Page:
(Continued from Part 2. This concludes the article series.)
Regardless of how you plan on loading equipment and supplies, it is critical that you document a loading plan. This should define what gets loaded in what order and where it’s loaded. How detailed this needs to be depends on your requirements – if you’re planning on walking from your location to a well-stocked bug-out compound, keeping a simple bug-out bag packed will probably meet your needs, since you won’t need to pack much to get going.
However, if any significant amount of packing or loading will be required prior to displacing, you should design and document a load plan. This is a document that defines what needs to get loaded, in what order, and where it goes. The document should be fairly specific in terms of what gets loaded – don’t just list ‘important papers, guns, medical supplies, etc.’ – list where a specific item/box/bin is located on your property along with a description (e.g. ‘Gray plastic bin labelled ‘Freeze-Dried Food #3’ located on the shelf #6 next to washer’).
Having a consistent system for numbering and labeling everything will significantly simplify this process. Print multiple copies of the loading plan to hand to everyone and assign them specific items to retrieve – it helps if you group them by location. You should assign one person as a ‘load master’ to check off each item on the load plan as it’s brought to the loading location. The second part of the load plan should illustrate how the items should be packed in the cart/vehicle/trailer so that you don’t have to spend a lot of time moving stuff around to figure out how to fit it all in (have you ever had to pack an over-stuffed car with tons of kid’s toys for a family vacation?).
In order for this to work you will obviously have had to go through a packing exercise beforehand to figure out how to best fit everything. This is an area that will benefit from consistently using standard-sized bins for storing all of your preps. You can even practice your loading using empty bins if they’re all going to be the same size, although you’ll still need to make sure you distribute the weight appropriately.
The last aspect of loading you need to plan is how to secure the load(s). You’ll probably be traveling in rougher conditions that you’d normally experience on a family vacation, and arriving at your destination to find out half of your supplies fell off of your trailer on the way would be pretty disappointing. While paracord and a tarp might work for a hand-pulled cart or sled, you’ll need something stronger for a load on top of your vehicle or on a trailer. A combination of good-quality ratcheting tie-down straps  and cargo nets, configured correctly, should be able to secure most loads under most conditions. As with the loading plan, you should practice securing the load beforehand to figure out your best approach.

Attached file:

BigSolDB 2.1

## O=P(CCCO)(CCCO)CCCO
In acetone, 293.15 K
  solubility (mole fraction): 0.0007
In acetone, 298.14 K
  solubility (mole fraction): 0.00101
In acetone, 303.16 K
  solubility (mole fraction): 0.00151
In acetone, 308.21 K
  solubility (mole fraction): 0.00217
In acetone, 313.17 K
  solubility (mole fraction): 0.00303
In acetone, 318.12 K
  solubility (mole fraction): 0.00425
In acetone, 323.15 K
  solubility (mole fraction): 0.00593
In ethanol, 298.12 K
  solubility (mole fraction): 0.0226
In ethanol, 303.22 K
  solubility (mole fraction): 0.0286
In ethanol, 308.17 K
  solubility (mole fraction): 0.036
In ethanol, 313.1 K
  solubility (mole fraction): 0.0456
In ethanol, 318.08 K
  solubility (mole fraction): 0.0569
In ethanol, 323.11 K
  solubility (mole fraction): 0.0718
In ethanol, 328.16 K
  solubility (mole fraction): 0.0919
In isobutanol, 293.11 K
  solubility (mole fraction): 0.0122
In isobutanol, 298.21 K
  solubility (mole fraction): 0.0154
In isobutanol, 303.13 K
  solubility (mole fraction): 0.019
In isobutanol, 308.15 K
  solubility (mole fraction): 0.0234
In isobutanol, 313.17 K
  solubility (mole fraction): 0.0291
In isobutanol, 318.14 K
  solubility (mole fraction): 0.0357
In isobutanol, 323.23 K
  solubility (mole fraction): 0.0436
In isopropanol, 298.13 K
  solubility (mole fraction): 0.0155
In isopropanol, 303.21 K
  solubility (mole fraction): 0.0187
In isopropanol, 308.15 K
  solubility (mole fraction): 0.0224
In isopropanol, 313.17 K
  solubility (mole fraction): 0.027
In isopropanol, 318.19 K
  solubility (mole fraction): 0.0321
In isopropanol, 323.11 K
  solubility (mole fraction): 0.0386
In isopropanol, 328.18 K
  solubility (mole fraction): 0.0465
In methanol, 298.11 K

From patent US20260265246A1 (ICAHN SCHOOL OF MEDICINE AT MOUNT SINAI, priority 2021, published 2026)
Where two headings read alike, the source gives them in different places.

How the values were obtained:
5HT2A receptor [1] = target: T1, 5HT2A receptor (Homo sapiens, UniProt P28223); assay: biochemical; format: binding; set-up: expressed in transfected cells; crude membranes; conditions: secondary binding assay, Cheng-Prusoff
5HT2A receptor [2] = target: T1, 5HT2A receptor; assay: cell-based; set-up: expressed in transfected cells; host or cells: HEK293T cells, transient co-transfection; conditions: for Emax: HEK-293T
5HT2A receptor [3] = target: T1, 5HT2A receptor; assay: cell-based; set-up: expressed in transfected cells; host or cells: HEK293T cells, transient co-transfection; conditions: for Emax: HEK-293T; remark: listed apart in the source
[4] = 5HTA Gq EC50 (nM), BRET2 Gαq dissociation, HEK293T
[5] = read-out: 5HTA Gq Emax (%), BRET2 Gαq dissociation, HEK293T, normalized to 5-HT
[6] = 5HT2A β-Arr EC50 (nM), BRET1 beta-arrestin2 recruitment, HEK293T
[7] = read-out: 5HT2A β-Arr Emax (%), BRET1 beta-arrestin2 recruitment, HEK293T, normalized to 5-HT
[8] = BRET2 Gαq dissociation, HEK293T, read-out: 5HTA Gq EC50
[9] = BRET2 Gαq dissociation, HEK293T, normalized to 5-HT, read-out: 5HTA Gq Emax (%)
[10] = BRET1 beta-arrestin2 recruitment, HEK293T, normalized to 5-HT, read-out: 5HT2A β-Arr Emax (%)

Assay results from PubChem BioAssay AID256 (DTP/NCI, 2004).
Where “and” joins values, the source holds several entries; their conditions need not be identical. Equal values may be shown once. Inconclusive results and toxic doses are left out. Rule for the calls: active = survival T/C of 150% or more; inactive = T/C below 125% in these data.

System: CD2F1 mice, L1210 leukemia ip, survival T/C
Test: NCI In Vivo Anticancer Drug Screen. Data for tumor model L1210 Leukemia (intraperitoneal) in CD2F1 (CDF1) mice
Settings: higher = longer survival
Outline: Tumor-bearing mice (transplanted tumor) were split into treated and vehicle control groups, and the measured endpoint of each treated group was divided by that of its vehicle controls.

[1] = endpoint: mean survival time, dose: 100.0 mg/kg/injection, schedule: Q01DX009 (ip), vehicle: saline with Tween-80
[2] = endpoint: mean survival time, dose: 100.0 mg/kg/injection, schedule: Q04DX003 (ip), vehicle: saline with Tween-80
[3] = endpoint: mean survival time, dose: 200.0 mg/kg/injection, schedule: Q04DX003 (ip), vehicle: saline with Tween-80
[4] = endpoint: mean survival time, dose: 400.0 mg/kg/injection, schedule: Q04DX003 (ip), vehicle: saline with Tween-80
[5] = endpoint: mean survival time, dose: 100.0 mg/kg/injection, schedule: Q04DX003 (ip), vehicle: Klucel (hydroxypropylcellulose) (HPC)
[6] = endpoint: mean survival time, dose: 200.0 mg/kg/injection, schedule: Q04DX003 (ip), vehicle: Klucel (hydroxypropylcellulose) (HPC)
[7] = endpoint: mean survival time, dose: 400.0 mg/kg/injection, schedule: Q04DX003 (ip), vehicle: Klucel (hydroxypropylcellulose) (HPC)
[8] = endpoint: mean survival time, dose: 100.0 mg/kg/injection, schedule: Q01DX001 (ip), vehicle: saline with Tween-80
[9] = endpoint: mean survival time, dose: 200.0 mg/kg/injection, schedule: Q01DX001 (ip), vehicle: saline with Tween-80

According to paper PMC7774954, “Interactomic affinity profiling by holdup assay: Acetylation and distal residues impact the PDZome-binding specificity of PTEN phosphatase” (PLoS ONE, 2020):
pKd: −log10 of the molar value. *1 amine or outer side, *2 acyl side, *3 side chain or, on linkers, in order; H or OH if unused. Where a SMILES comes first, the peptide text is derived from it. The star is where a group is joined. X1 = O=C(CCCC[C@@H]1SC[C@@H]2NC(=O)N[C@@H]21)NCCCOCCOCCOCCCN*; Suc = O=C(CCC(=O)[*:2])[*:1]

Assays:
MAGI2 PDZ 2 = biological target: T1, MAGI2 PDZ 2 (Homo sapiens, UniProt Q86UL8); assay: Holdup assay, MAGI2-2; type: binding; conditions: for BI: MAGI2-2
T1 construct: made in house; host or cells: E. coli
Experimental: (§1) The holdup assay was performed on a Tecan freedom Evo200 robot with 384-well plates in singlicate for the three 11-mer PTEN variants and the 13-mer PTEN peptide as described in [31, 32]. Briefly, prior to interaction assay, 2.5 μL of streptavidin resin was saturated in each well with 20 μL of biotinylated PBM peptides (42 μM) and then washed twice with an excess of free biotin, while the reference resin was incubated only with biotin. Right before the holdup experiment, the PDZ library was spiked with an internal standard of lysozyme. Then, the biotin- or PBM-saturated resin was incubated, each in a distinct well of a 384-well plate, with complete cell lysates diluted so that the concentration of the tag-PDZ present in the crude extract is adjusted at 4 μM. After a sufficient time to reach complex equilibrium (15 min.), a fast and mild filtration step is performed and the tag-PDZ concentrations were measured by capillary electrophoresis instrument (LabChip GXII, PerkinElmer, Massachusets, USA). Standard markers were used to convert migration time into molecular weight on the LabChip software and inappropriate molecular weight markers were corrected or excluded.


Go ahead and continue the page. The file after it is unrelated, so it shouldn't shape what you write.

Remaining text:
Safety & Security
If you’re forced to displace, something really bad has probably happened, and chances are that the rule of law is failing if it hasn’t already disappeared entirely. You can also assume that many of the safety mechanisms that protect us today, such as severe weather warnings, first responders, park rangers, etc. won’t be available. This means you need to take extra care to ensure your own safety and security while displacing.
From a safety perspective, the same rules will apply just as they do today – don’t camp in a gully that may experience a flash flood, don’t sit under a lone tree in the middle of a field during a thunderstorm, watch for funnel clouds, don’t try to cross a rapidly flowing river, don’t walk on thin ice, don’t start a cooking fire in an enclosed area, watch out for dangerous animals, etc.